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Start date: | 01.07.2007 |

End date: | 31.12.2014 |

Duration: | 7 years |

Funded by: | NSF RTG grant DMS 0636606 |

Local project leader: | Prof. K. Wendland |

External scientists / cooperations: |
PI: Prof. T. Pantev, University of Pennsylvania, Philadelphia, USA PI: Prof. R. Donagi, University of Pennsylvania, Philadelphia, USA Prof. Vijay Balasubramian, University of Pennsylvania, Philadelphia, USA Prof. M. Cvetic, University of Pennsylvania, Philadelphia, USA Prof. D.-E. Diaconescu, Rutgers University, USA Prof. A. Grassi, University of Pennsylvania, Philadelphia, USA Prof. B. Ovrut, University of Pennsylvania, Philadelphia, USA |

This project vertically integrates research and training in Mathematical Physics, Geometry, and String Theory at the Mathematics Department of the University of Pennsylvania. The Penn group will undertake a series of training activities including graduate summer schools, research and outreach workshops, the development of new graduate and undergraduate courses, and preparation of course materials, including a graduate textbook. In parallel, three vertical research projects will be developed: the exciting new connections between the Geometric Langlands Program and dualities in quantum field theory and string theory; a geometric and numerical investigation of the action of the renormalization group flow on the moduli of supersymmetric quantum field theories; and an exploration of special holonomy metrics. The group will create a fertile educational environment that will introduce US students of various preparation levels to cutting edge research questions in the mathematical aspects of high energy physics.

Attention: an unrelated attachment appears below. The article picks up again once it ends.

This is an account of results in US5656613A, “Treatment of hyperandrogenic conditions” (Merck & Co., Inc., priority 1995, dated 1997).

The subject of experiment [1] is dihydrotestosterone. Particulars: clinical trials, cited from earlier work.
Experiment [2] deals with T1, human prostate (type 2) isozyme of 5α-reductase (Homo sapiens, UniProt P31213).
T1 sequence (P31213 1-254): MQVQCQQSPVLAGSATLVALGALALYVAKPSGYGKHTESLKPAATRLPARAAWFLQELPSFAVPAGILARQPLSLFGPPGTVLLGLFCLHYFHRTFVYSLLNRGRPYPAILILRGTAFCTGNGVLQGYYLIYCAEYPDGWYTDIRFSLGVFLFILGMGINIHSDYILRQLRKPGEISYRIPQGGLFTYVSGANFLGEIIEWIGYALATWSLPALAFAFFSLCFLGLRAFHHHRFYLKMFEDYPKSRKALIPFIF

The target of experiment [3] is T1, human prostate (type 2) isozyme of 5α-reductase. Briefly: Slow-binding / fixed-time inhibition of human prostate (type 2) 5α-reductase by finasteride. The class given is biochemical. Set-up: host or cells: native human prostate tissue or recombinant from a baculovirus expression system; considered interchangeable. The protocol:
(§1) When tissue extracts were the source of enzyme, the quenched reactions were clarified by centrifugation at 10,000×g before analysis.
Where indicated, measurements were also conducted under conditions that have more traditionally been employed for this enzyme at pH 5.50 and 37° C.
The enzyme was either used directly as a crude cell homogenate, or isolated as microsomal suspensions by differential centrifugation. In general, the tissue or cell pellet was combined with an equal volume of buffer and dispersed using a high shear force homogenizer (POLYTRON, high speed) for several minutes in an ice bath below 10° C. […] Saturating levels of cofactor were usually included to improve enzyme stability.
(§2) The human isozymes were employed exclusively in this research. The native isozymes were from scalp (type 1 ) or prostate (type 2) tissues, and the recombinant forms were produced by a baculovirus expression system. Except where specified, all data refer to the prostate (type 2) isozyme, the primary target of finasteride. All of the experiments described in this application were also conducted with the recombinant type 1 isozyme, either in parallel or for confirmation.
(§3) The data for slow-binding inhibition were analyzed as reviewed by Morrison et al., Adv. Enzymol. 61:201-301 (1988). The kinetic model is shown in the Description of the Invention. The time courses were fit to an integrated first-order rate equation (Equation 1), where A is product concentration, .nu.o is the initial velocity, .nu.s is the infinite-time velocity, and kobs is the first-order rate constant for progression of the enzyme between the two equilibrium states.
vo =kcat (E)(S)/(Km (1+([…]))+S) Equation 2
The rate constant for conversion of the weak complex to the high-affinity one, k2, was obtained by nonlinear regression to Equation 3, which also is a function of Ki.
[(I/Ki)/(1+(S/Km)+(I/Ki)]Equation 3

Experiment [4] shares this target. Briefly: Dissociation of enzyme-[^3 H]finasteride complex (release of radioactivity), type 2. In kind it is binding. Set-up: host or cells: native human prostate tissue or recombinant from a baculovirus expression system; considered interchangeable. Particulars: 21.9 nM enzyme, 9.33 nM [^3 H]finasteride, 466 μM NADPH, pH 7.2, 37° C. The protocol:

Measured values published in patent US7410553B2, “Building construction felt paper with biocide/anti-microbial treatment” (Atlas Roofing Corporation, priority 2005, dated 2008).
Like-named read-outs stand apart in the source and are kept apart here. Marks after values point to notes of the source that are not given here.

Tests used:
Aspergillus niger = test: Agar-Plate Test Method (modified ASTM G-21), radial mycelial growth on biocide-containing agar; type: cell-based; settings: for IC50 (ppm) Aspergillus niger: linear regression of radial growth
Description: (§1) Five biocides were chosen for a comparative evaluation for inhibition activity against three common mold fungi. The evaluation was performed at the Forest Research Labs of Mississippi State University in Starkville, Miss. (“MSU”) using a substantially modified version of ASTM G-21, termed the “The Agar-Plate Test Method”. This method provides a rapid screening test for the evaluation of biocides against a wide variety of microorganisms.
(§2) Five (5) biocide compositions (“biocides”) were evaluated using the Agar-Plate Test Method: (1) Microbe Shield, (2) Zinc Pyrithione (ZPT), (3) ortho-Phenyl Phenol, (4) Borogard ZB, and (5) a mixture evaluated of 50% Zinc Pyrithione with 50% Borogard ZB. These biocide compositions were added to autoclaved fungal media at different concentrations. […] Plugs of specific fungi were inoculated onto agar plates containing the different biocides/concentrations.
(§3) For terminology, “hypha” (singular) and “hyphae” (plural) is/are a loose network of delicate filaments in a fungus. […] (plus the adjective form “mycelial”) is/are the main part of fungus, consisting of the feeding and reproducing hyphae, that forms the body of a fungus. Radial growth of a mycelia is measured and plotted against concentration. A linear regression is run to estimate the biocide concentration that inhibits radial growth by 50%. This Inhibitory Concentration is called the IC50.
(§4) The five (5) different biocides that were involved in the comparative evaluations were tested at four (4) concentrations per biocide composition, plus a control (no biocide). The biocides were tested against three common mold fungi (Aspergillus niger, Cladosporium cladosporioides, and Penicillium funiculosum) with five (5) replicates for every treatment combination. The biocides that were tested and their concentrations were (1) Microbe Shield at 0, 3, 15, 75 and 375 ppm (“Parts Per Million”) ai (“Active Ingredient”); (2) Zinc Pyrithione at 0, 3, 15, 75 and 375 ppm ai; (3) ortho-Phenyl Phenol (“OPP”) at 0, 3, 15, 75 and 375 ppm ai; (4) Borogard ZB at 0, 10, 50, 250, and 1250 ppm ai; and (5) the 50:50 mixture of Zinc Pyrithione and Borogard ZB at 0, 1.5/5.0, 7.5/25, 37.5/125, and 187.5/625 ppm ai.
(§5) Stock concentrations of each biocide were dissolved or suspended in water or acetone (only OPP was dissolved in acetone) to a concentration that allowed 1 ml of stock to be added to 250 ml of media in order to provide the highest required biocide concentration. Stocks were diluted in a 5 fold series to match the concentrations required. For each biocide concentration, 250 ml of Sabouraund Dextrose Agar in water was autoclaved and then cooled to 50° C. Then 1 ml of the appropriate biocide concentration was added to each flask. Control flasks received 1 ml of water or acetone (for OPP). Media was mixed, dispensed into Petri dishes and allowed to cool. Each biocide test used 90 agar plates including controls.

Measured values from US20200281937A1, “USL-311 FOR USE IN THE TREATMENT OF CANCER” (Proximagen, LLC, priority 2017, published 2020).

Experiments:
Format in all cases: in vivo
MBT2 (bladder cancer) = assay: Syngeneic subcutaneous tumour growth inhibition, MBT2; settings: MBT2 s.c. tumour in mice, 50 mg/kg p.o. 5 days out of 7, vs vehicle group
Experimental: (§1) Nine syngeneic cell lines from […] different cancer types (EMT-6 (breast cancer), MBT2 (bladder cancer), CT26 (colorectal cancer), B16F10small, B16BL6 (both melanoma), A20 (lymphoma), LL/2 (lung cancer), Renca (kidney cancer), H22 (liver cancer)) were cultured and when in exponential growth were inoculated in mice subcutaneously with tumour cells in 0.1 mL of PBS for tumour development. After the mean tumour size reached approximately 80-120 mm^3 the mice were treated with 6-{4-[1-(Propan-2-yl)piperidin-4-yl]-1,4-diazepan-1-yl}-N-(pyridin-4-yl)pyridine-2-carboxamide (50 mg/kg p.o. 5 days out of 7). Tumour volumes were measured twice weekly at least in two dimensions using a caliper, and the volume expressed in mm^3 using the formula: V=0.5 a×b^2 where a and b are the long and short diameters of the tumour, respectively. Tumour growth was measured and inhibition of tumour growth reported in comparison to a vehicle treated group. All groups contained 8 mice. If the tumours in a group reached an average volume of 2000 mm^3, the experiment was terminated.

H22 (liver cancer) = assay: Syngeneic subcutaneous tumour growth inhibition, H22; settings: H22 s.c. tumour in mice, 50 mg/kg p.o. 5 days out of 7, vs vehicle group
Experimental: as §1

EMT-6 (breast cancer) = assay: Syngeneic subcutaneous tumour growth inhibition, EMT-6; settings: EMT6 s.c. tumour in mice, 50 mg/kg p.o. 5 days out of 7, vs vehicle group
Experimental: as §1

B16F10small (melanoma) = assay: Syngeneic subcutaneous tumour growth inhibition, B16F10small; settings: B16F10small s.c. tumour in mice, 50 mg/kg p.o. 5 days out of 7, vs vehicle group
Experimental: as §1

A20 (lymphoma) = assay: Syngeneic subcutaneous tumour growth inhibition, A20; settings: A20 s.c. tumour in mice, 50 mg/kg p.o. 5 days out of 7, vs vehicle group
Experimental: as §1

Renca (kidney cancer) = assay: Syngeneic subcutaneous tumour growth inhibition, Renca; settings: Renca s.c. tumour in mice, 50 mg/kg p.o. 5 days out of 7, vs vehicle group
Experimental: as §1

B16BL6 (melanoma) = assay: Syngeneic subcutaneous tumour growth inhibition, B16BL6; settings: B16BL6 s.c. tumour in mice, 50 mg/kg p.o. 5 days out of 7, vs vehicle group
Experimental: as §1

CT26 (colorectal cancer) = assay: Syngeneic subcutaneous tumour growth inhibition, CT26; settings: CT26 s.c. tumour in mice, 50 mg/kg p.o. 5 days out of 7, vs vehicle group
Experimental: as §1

Mathematical Physics is one of the most active branches of mathematics and physics today, with increasingly important connections to other branches of mathematics and science. The project activities are designed to increase the number and the diversity of Americans who are actively exploring Mathematical Physics, Geometry, and String Theory, and to improve the quality of their experience. Strong improvements are anticipated at all levels, with very significant improvements in graduate and postdoctoral research. The explosive growth of interest in the theory of the universe has made this a very exciting time to begin research in the field, but it has also made it difficult for young researchers to get started. This project will increase the flow of broadly trained researchers in Mathematical Physics, Geometry, and String Theory, therefore enhancing the training infrastructure and the research workforce in these vital areas of mathematics in the twenty-first century.